Graham Reid | | 1 min read
The Jesus and Mary Chain out of Glasgow certainly alienated audiences when they first appeared: not the least for performances which barely stretched past the 15 or 20 minute mark.
But it was their noise-drenched guitar sonics and distant, droning vocals on their debut album Psychocandy in '85 -- which took aspects of the Velvet Underground one step removed and distilled them to essentials -- that had some recoiling. And they were loud.
Critics loved them -- the critics were right -- and Psychocandy is a cornerstone album in any loud alt.rock collection. They were also enormously influential (many forget that in Britain the VU were less influential than they were among alt.rock bands in the States or the Antipodes) and even today in bands like The Pains of Being Pure at Heart you can hear an echo of their intensity and pop smarts.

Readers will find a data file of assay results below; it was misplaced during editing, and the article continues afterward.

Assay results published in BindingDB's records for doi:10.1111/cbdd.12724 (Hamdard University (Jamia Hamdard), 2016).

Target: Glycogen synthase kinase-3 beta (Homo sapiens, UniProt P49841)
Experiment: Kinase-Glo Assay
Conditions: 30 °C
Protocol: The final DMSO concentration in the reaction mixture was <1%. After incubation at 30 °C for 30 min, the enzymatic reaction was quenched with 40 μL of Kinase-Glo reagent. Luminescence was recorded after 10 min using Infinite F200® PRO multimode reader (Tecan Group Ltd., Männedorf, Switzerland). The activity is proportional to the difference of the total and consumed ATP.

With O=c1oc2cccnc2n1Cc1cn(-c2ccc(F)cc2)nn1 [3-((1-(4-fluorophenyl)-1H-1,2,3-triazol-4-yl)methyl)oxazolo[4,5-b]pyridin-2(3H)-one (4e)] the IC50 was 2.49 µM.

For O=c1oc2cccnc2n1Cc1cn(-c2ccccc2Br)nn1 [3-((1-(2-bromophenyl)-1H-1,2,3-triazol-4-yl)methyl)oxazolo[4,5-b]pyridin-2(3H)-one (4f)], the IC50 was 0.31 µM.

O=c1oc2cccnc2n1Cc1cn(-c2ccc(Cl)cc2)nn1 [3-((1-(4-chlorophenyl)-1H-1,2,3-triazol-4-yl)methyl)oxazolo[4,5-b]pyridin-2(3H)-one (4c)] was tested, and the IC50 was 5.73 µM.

And the JMC did craft pop songs -- albeit burying them behind a shield of daunting guitar static. Some Candy Talking from Psychocandy has a lovely understated melody (compare it with the Church's Priest = Aura). The JAMC songs are frequently cousins from the same VU/Ramones family bloodline via a reductive version of girl group pop. And the Beach Boys in the case of Never Understand.
Their second album Darklands ('87) upped the melody factor considerably and is perhaps their most approachable; Automatic ('89) seemed a retreat or holding action; but by Honey's Dead ('92) and Stoned And Dethroned ('94, which included contributions from William Reid's girlfriend Hope Sandoval) their reputation was secure -- even if their future wasn't.
Always a volatile band (two brothers, and others) they inevitably split and just as inevitably later reformed. But their most significant music (if not always their most popular) had come on those first two albums, and was scattered on the other three.